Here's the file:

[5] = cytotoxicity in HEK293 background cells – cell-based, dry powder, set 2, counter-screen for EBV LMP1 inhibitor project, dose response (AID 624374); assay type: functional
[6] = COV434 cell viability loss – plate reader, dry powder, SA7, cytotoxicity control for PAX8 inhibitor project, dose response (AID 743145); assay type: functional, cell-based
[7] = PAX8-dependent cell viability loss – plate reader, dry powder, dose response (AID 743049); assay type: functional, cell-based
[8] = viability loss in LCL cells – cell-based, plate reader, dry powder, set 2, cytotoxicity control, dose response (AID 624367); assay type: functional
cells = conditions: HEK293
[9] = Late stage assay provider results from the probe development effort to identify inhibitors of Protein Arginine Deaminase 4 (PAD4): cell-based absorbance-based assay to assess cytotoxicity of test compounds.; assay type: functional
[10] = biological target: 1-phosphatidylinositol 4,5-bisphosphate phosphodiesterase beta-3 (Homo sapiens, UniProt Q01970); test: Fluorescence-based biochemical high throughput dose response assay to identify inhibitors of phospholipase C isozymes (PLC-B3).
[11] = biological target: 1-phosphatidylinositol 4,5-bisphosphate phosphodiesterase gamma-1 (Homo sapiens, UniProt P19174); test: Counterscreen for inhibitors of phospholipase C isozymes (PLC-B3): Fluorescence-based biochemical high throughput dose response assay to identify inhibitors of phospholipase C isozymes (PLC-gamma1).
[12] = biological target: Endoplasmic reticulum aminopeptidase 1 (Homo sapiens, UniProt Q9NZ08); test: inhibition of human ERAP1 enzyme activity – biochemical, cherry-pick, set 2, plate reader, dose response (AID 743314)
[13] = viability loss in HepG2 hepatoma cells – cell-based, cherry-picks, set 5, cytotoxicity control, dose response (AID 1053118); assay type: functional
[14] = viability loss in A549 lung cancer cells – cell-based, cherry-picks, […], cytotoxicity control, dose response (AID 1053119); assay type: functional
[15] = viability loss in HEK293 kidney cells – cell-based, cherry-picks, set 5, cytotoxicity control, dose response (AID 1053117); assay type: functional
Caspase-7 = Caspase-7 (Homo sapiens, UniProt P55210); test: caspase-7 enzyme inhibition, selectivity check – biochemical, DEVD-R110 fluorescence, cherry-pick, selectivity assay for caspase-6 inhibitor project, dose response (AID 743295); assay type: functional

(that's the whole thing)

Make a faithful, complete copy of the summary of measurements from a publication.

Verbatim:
[5] = cytotoxicity in HEK293 background cells – cell-based, dry powder, set 2, counter-screen for EBV LMP1 inhibitor project, dose response (AID 624374); assay type: functional
[6] = COV434 cell viability loss – plate reader, dry powder, SA7, cytotoxicity control for PAX8 inhibitor project, dose response (AID 743145); assay type: functional, cell-based
[7] = PAX8-dependent cell viability loss – plate reader, dry powder, dose response (AID 743049); assay type: functional, cell-based
[8] = viability loss in LCL cells – cell-based, plate reader, dry powder, set 2, cytotoxicity control, dose response (AID 624367); assay type: functional
cells = conditions: HEK293
[9] = Late stage assay provider results from the probe development effort to identify inhibitors of Protein Arginine Deaminase 4 (PAD4): cell-based absorbance-based assay to assess cytotoxicity of test compounds.; assay type: functional
[10] = biological target: 1-phosphatidylinositol 4,5-bisphosphate phosphodiesterase beta-3 (Homo sapiens, UniProt Q01970); test: Fluorescence-based biochemical high throughput dose response assay to identify inhibitors of phospholipase C isozymes (PLC-B3).
[11] = biological target: 1-phosphatidylinositol 4,5-bisphosphate phosphodiesterase gamma-1 (Homo sapiens, UniProt P19174); test: Counterscreen for inhibitors of phospholipase C isozymes (PLC-B3): Fluorescence-based biochemical high throughput dose response assay to identify inhibitors of phospholipase C isozymes (PLC-gamma1).
[12] = biological target: Endoplasmic reticulum aminopeptidase 1 (Homo sapiens, UniProt Q9NZ08); test: inhibition of human ERAP1 enzyme activity – biochemical, cherry-pick, set 2, plate reader, dose response (AID 743314)
[13] = viability loss in HepG2 hepatoma cells – cell-based, cherry-picks, set 5, cytotoxicity control, dose response (AID 1053118); assay type: functional
[14] = viability loss in A549 lung cancer cells – cell-based, cherry-picks, […], cytotoxicity control, dose response (AID 1053119); assay type: functional
[15] = viability loss in HEK293 kidney cells – cell-based, cherry-picks, set 5, cytotoxicity control, dose response (AID 1053117); assay type: functional
Caspase-7 = Caspase-7 (Homo sapiens, UniProt P55210); test: caspase-7 enzyme inhibition, selectivity check – biochemical, DEVD-R110 fluorescence, cherry-pick, selectivity assay for caspase-6 inhibitor project, dose response (AID 743295); assay type: functional